Equipo Palomar rejoins Adolfo with Barcelona, where he studied and was part of the academic community during the 70s; he also befriended Alberto Cardin, Felip Colomé and Magne Fernández-Génova (to name a few), in the first intellectual homosexual clubbers who read Freud, Barthes and Foucault in Spain, to the rhythm of revolutionary disco music. His return provides an update of that context in present-day Barcelona through a figure which is still active but living outside the “ciudad condal”.
Adolfo Fernández-Punsola, nostalgic and nonconformist from birth, has an ambiguous production inevitably embodied in himself. Back in 1975, he started working in the female prêt-à-porter section, within Toni Miró’s design department (then “Groc”), developing his innate passion for clothing and, of course, dressing himself, and others, with his own designs, always combining these experiences with his knowledge in art, thought, film and humanities. For this reason, and with the intention of being fair to his reappearance in the city, Adolfo will introduce himself (and represent himself) in a conference where he will show us his hypothesis concerning Libelular’s prenatal origin, through his imagination and visions.
On this occasion, El Palomar will not host any temporary exhibition, condensing Adolfo Fernández-Punsola’s presentation in his scheduled presentation.
It is our desire to leave a physical reminder of the visit; therefore, in addition to this talk, which Adolfo calls “Manifesto Libelular”, we will present a limited publication of forty numbered and signed copies titled “Mujer Japonesa”. Self-published and produced by Team Palomar, it contains drawings and archived pictures of Adolfo and a foreword by María V ela Zanetti. This material will be available for purchase the day of the presentation as well as afterwards, by making an appointment via e-mail.
Fernández-Punsola (Cabezón de la Sal, Cantabria, 1954) is an art historian, tailor, designer and curator. He studied Philosophy and Letters, Art Section, at Universidad Autónoma de Barcelona. Besides working in Toni Miró’s design studio, he set up his own knitting company in Cabezón de la Sal His models were published in the most prestigious fashion magazines.He developed a very simple but original line of clothing. He has exhibited his silk embroidered dresses on mannequins at the Museo de Bellas Artes (Santander, 1983), “Mi lugar de trabajo”, a recreation of his workshop with his creations at the Chamber of Commerce (Santander, 1987), and a facility hosting a collection of shirts in the same Venue titled “Marilyn Monroe y los Kennedy”(1990), a collection of uniforms for Santander Port’s guards, shown at the Palacete del Embarcadero (1992),“Morling”, an installation simulating a cemetery which showed some unsettling t-shirts at the Galería Índice (Santander, 1993) and a photo-sculpture installation entitled “Cooperación, Mundo y Utopía” at the Palacete del Embarcadero (Santander, 2000); “Moda y Sombras”, drawings and dresses at the El Cantil Gallery (Santander, 2001). And one of his last works was “Voluntariado, Exclusión y Orden Social” presented at Sala Universidad de la Marina Civil (Santander, 2001).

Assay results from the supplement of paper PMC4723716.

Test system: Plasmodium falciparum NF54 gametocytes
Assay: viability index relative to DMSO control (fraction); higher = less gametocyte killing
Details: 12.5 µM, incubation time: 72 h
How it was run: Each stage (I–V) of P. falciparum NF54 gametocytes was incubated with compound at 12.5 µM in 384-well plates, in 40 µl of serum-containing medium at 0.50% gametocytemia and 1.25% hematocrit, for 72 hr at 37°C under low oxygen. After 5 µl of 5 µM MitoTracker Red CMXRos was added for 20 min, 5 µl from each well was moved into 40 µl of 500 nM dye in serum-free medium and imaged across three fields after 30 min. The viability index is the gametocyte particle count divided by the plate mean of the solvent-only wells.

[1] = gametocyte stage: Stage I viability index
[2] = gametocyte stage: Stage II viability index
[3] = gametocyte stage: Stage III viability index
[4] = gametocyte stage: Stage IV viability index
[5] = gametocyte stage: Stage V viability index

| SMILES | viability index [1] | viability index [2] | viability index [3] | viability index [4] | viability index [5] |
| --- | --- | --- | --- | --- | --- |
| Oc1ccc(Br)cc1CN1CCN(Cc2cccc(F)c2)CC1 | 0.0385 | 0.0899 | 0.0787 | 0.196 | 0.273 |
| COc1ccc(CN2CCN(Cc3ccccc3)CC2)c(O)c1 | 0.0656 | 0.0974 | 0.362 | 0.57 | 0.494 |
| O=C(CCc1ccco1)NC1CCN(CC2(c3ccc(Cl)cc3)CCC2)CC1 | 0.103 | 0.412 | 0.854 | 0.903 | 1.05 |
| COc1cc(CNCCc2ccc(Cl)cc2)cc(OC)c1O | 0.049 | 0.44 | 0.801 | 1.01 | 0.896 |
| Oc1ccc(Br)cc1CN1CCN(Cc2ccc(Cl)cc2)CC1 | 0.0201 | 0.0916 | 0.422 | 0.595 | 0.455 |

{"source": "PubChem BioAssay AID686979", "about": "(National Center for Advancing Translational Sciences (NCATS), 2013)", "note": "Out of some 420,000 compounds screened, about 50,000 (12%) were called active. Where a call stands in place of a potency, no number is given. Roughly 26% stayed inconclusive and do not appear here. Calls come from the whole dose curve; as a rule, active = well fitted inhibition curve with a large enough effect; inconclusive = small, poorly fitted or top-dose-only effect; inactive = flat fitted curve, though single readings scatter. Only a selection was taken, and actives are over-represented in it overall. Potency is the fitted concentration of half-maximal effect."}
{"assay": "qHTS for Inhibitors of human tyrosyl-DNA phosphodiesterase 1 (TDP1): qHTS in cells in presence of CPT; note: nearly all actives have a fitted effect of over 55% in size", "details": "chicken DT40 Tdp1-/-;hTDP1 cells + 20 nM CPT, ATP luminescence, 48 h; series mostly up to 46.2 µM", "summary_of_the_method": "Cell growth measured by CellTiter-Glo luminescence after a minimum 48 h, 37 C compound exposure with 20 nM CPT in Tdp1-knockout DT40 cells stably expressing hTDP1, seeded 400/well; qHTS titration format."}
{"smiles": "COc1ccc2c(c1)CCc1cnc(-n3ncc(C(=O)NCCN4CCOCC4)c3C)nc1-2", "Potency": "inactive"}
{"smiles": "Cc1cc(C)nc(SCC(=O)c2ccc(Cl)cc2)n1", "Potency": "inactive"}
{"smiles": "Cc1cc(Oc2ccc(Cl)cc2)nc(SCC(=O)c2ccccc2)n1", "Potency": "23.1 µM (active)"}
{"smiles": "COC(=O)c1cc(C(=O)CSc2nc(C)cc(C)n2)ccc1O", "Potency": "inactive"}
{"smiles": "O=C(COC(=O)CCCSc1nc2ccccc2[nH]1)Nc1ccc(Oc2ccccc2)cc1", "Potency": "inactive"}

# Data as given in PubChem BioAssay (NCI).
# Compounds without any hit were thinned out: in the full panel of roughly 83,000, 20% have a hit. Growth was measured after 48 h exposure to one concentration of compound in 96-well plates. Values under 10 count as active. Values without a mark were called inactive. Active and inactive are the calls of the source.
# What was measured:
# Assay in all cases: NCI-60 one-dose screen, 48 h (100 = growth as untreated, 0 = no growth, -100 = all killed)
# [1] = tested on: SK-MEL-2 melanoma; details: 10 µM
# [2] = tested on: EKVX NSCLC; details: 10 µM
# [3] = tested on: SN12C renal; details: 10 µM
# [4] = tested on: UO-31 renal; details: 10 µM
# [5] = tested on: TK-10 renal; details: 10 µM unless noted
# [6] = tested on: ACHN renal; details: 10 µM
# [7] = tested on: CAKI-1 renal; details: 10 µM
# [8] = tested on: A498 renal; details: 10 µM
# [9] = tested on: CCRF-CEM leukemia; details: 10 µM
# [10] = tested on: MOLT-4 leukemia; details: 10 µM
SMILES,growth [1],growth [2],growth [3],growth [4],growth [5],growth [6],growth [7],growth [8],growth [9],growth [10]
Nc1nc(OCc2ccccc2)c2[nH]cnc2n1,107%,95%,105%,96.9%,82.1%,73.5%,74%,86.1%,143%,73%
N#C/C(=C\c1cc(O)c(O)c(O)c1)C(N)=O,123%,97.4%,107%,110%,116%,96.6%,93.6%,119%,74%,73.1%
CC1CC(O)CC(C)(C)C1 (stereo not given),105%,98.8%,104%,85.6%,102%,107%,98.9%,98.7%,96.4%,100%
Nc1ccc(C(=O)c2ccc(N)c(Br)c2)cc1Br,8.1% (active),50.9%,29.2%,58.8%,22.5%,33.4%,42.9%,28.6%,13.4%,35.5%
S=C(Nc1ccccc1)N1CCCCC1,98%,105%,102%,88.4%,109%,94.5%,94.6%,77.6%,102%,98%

As a curator, the following stand out: “Marilyn Monroe portrayed by Arnold Newman” in El Cantil Gallery (Santander, 2002) “Guevara en España” photographed by Cesar Lucas in El Cantil Gallery (Santander, 2003). At Hartmann Gallery, he curated an exhibition portraying the complete session of photographs that Arnold Newman did of Marilyn Monroe in 1962 (Barcelona, 2005). Back in Hartmann Gallery, he curated “Rommy Schneider by Cesar Lucas” (2006) and North Ocaña in Zoom Gallery (Santander 2010). As a lecturer, he was in charge of “Arqueología y felicidad. La moda de los años 60” in the Museo del Traje (Madrid, 2006), “Mafor” in the Fundación Marcelino Botin, addressing Anglomania in northern Spain (Santander, 2008), and finally a conference on the work “La Comulgante” by María Blanchard, in the Museo de Bellas Artes, within the Ciclo Alucinación (Santander, 2010).